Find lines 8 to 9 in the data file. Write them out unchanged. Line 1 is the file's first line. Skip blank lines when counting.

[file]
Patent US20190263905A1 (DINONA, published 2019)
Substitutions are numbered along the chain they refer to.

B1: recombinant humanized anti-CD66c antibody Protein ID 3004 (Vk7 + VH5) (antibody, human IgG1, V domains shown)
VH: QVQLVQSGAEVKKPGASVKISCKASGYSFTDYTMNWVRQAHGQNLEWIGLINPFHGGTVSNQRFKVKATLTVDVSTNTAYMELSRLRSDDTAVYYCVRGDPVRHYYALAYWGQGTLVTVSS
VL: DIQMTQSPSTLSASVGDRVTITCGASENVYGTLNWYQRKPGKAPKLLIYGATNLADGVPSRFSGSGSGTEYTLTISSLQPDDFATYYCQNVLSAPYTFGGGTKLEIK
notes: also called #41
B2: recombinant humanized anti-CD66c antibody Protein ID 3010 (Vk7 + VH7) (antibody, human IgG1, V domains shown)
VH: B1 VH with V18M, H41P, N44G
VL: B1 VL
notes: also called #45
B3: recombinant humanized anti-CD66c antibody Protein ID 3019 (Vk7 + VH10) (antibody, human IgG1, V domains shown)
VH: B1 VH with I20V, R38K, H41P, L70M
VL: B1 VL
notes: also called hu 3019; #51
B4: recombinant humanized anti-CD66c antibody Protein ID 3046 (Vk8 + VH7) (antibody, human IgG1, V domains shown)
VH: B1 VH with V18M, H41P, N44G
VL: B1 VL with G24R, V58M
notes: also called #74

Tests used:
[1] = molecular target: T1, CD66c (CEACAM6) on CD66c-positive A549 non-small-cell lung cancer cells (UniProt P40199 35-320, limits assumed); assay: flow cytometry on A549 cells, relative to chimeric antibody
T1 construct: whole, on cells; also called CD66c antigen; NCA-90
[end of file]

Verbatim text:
VH: B1 VH with V18M, H41P, N44G
VL: B1 VL